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Climate Change and Renewable Energy: Saving Our Planet for Future Generations


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Storms: Global Warming Sets 21st Century Record

Hurricanes

Hurricane off the shore of the U.S.

“The prognosis is for these marine storms to become more intense with time.”

By Dr. John J. Hidore

October 2, 2017—-In the many years since global warming and climate change became recognized as a global problem, it has been forecast that severe storms would become more severe. The severity of hurricanes in the 21st Century supports this forecast.

North Atlantic Hurricanes

Hurricanes occur in many parts of the world’s oceans and go by different names in different regions.
In the North Atlantic and South Atlantic Oceans, they are called hurricanes. In the North Atlantic, the hurricane season runs from June 1 to November 30 and most hurricanes occur during this period.

In 2017, the first storm to reach hurricane strength was Arlene on April 19, well before the normal season begins. It was only the second named storm to occur in April since records began. This year, in 2017, is the first time that two hurricanes of category four reached the United States. Both of these were Atlantic hurricanes. If the recent hurricane that struck Puerto Rico is included it raises that number to three.

South Atlantic Hurricanes

Hurricanes are rare in the Atlantic Ocean south of the equator. Many tropical lows develop in this region, but Hurricane Catarina, in 2004, was the first and only tropical depression in history to reach hurricane status in this part of the global ocean.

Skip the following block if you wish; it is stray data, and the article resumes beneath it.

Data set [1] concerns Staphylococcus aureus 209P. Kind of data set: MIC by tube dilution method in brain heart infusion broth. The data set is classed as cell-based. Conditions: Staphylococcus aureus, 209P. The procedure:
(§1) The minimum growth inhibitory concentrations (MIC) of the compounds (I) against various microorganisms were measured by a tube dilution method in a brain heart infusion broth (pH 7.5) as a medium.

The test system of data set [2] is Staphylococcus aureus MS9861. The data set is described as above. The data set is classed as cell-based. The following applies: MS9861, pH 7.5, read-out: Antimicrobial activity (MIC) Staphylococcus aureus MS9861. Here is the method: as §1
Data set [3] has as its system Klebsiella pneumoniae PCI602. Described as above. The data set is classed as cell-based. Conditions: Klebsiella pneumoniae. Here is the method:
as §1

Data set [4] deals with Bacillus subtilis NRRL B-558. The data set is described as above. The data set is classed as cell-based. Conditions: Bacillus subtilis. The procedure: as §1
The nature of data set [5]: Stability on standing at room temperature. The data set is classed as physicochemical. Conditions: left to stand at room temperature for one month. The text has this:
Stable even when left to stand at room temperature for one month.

Hurricanes

Heavy hurricane winds threaten the coast.

North Pacific Severe Storms

The northern Pacific Ocean is divided into two regions for naming severe cyclonic storms. North of the Equator and East of the International Date Line at 180 degrees, they are hurricanes. The eastern Pacific hurricane season begins earlier than does the Atlantic season. It runs from May 15 through November. In 2017, the first system to reach tropical storm status was Adrian and developed on May 9, the earliest on record. However, it did not reach hurricane strength.

The northwest Pacific region extends from 100 degrees East to the International date line. In this region the storms are referred to as typhoons. Most of the worst typhoons on record have occurred in the 21st Century. This is particularly true when fatalities indicate the severity. The Philippine Islands lie in the path of these storms. Between five and ten tropical cyclones make landfall in the islands each year. Haiyan, in 2013, was the most severe on record, taking more than 6000 lives and displacing several million people. The local name for the storm was Typhoon Yolanda. The first typhoon of 2017 formed on January 7. Typhoon Noru formed in July and became a Category 5, or super typhoon.

Hurricanes

The eye of the hurricane

Indian Ocean Cyclones

In the Indian Ocean and western parts of the South Pacific region, these storms are called cyclones. In 2015 Cyclone Pam reached a Category 5 status with sustained winds of 160 mph

The Coming Years

Climate change, and particularly warmer water in the Pacific Ocean are most certainly contributing to the increased severity of the storm. The prognosis is for these marine storms to become more intense with time. 

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Climate Change in the 21st Century: Pacific Hurricanes, Super Typhoons, and Extreme Cyclones

The increased frequency of super storms

Super Storm Haiyan